It’s been quite a while since I put on my interviewer hat. At the behest of the Irish writing site writing.ie, I recently sat down to interview New York Times bestselling author Peter V. Brett. Peat was very gracious with his time, and very patient with my questions. The drink I bought him may have helped. (Click here for the interview.)
So how did I get this gig? It’s not like Martinez is a particularly Irish surname, after all.
It came about after writing.ie started following me on Twitter back in January. This led to some conversations, and the site’s manager letting me know that they were keen on doing more stuff about speculative fiction. Never one to let an opportunity for blatant self-promotion pass me by, I offer to help. You’ll see a guest post of mine on there later this summer, by the way.
Couple months later, writing.ie had an opportunity to interview Peat, and asked if I wanted to do it. Of course, I said yes. Couple months after that — during which Peat was on his book tour and I was traveling to Japan and such — he and I finally sat down. And it was a great chat.
While my writing in the interview is a bit more florid than my usual workmanlike prose, I liked this bit for one really big reason: Peat really tells it like it is. I think the general public, and especially would-be writers, see the so-called “writer’s life” as a very romantic, awesome thing. And while writing for a living is indeed awesome at times, it remains a job, and like any form of employment, there are pressures and deadlines and frustrations.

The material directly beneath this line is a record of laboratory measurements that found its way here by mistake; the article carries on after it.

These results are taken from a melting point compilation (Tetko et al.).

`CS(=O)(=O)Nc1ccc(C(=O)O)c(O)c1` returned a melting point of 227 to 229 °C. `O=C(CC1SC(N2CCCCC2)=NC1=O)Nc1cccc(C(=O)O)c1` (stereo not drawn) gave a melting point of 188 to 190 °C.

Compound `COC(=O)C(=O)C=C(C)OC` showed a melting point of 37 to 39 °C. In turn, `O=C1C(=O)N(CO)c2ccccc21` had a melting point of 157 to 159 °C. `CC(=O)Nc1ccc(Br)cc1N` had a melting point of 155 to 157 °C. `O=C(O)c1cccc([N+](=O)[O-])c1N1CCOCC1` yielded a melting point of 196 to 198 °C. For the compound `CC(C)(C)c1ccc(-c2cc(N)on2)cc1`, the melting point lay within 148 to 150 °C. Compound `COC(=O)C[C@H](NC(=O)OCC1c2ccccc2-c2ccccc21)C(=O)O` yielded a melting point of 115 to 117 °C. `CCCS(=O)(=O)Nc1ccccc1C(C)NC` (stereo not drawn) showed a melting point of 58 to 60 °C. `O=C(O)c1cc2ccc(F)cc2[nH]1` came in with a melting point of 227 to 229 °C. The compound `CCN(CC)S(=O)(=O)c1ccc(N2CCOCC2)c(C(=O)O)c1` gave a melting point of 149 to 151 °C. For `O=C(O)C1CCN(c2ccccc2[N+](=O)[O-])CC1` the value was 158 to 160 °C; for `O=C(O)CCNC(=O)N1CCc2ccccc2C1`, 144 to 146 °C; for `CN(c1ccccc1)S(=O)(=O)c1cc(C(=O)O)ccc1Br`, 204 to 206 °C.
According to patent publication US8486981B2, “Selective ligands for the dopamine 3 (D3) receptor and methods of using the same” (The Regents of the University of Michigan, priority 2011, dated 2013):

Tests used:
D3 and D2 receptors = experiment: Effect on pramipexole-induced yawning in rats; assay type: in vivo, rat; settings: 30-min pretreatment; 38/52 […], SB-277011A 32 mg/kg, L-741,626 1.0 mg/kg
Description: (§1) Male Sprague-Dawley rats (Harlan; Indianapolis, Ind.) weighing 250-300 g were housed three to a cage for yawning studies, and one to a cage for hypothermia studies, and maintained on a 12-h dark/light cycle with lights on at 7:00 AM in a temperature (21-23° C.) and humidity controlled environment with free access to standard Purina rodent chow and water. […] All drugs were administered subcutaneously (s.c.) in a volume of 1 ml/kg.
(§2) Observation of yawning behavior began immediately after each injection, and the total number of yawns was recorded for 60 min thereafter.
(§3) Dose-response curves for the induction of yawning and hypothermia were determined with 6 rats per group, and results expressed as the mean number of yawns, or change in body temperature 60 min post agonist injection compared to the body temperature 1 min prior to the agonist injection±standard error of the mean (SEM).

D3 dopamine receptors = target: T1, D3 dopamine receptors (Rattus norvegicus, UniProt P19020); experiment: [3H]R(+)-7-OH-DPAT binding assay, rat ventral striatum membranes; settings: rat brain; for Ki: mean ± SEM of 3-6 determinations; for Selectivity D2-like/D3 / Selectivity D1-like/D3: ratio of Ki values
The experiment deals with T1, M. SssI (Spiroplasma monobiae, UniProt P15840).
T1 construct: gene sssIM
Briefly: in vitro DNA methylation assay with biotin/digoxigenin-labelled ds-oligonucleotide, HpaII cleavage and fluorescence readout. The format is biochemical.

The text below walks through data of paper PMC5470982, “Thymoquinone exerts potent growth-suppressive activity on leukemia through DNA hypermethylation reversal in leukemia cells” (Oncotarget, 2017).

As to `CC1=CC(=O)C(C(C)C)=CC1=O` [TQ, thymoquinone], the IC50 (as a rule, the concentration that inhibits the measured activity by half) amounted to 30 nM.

I had an absolute blast writing The Daedalus Incident, and I’m having fun writing other stuff now. But my fiction writing isn’t my primary source of income. I have a day job — a very supportive, well-paying and really quite lovely day job. I can afford to have fun with my fiction writing. I can afford to write at my own pace. Yes, I want to be a successful novelist, and I’m willing to put in the work, but I can walk away if it doesn’t pan out.
Full-time fiction writers like Peat don’t have that luxury. The business side of writing full time can be like a high-wire act sans net. For every Stephen King and J.K. Rowling out there living the dream, there are dozens of successful novelists like Peat who put in their hours every day out of necessity. There are mouths to feed. Another book finished, where’s the next? That next book is next year’s mortgage.
If the interview punctures a few hopes and dreams about the “writer’s life,” well…good. Write because you love it, not because you want to live some literary life that never really existed, except for a bare few souls who hit it big. Write because you can’t imagine not doing it.